Elections are less than a year away in the District of Columbia, but so far there are very few candidates.
On April 1, voters will pick party nominees for mayor, attorney general, Council chair, at-large Council member and representatives for Wards 1, 3, 5 and 6. The Democrats who prevail are likely winners in November.
Given the dark cloud lingering over City Hall, the dearth of challengers is surprising.
These are good, six-figure jobs. Step up, folks!
First Read — DMV
A place for insight, analysis and exclusives on the people who shape politics in the District, Maryland and Virginia.
Let’s take a look at the races.
Vincent Gray has yet to announce a reelection bid or retirement. He has given no indication as to when he might decide.
Currently, there are three candidates who want his job. Each is a sitting Council member: Muriel Bowser (Ward 4), Jack Evans (Ward 2) and Tommy Wells (Ward 6).
For the first time, District voters will elect an Attorney General.
Currently, there are no contestants.
Aren’t there any lawyers in D.C.?
Phil Mendelson was in his fourth term as an at-large Council member when he won a special election in November 2012 to fill the void left by former-Council-chairman-turned-disgraced-felon Kwame Brown.
69,000 people -- most of whom are from majority-black precincts -- voted against Mendelson. Their choice was an unfunded, unknown, slapstick candidate. Mendelson won handily with 174,000 votes, but there are cracks in his veneer.
Nonetheless, Mendelson has no challengers.
With Brown out of the race, black voters coalesced around Bonds; white voters split their support among three candidates, two of whom were Democrats.
Bonds could face a difficult reelection.
But she has no challengers.
Jim Graham has yet to announce a reelection bid or retirement. Graham has said he will decide in late summer or autumn of 2013.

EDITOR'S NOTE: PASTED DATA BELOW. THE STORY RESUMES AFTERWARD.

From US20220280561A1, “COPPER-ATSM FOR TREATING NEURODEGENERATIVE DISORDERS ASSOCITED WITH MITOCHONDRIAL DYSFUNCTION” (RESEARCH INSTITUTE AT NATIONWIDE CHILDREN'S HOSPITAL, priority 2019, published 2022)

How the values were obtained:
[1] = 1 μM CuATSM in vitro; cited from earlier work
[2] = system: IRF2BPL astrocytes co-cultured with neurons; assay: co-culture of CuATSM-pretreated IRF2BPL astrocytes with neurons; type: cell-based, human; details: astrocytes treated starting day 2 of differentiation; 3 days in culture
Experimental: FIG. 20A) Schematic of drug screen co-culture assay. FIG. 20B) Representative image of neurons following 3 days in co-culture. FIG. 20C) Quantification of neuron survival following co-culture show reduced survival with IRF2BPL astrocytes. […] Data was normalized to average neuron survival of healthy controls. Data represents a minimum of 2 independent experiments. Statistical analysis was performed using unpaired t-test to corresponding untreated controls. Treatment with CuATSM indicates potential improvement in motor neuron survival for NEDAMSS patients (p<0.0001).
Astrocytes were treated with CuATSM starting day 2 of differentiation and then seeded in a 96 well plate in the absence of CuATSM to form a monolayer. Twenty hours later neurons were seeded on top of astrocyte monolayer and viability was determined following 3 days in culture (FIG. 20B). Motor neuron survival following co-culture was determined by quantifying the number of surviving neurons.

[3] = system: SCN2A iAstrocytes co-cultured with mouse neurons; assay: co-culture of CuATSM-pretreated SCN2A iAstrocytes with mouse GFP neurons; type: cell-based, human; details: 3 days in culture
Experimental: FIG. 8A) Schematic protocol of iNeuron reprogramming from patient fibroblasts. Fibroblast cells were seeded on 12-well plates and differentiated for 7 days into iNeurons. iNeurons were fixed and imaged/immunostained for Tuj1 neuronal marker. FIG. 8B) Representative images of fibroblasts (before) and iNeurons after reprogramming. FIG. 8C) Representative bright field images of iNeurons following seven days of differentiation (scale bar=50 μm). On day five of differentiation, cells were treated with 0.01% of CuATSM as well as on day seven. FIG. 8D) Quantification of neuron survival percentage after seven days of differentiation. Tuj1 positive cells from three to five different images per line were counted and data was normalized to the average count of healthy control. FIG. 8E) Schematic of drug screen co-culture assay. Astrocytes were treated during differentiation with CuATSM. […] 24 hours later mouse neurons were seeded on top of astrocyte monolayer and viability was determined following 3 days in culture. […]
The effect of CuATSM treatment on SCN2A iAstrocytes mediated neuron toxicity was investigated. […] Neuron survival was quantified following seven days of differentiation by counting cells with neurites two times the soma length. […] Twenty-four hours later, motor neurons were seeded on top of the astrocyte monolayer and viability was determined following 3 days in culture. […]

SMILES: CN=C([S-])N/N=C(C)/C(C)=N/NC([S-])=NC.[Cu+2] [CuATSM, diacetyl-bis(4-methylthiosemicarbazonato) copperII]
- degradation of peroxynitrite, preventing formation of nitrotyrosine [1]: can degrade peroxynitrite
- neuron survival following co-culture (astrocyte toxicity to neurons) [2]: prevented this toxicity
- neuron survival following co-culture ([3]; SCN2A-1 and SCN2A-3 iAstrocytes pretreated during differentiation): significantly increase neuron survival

If he runs, Graham will be seeking a fifth term.
There are two declared candidates who want his job: Brianne Nadeau, a newcomer, and Bryan Weaver, who ran against Graham in 2010 and garnered 21 percent of the vote in a three-way race. Graham finished with 57 percent.
I was a consultant to Graham’s 2010 campaign. Many of the people who thought he was vulnerable then have the same notion today. I will withhold my opinion of the challengers and Graham’s chances for reelection until after he announces his intentions.
Mary Cheh has indicated she plans to seek a third term. No one has stepped up to challenge Cheh. I find this surprising. She has soft spots and could be toppled.
In 2010, Cheh endorsed two elected officials who are very unpopular in her ward: Vince Gray and Kwame Brown.
“Judgment matters” is an easy case for an insurgent candidate to make and it can be enhanced with photos of Cheh side-by-side with Brown and Gray. Her laudatory quotes about the two ice the cake.
Heck, there’s even a video.
And another video.
Nonetheless, no challengers.
Kenyan McDuffie is expected to announce his reelection bid later this summer. He arrived to the Council via a 2012 special election to fill the shoes of former-Council-member-turned-disgraced-felon Harry Thomas, Jr.
McDuffie just completed his first year on the Council. He is doing a good job.
Rookies seldom get a free pass, but so far...
With Wells in the mayoral race, the Ward 6 Council seat is up for grabs.
Open seats typically attract a crowded field of contenders, pretenders, long shots, protest candidates and wackos.
No one has jumped into this race.
Wells's chief of staff, Charles Allen, is expected to run, though he will only say that the decision is something he and his family are weighing.
Elissa Silverman, who finished a strong second in the recent At-Large special election, is a Ward 6 resident. She could be a formidable candidate, but Silverman and Allen breathe the same air. With both in the race, they risk splitting the progressive, white, “livable, walkable” vote. But with no one else running, there is not a third candidate who would benefit from a split electorate.
Where are the candidates?
Would someone please get in the ring?
The election is less than ten months away.
Chuck Thies is a political, communications and advocacy consultant. From 1998 to 2010 his portfolio included District of Columbia politics. Chuck has worked on national projects and internationally in Europe, Africa, the Middle East , China and Mexico. If you are daring, follow him on twitter: @ChuckThies.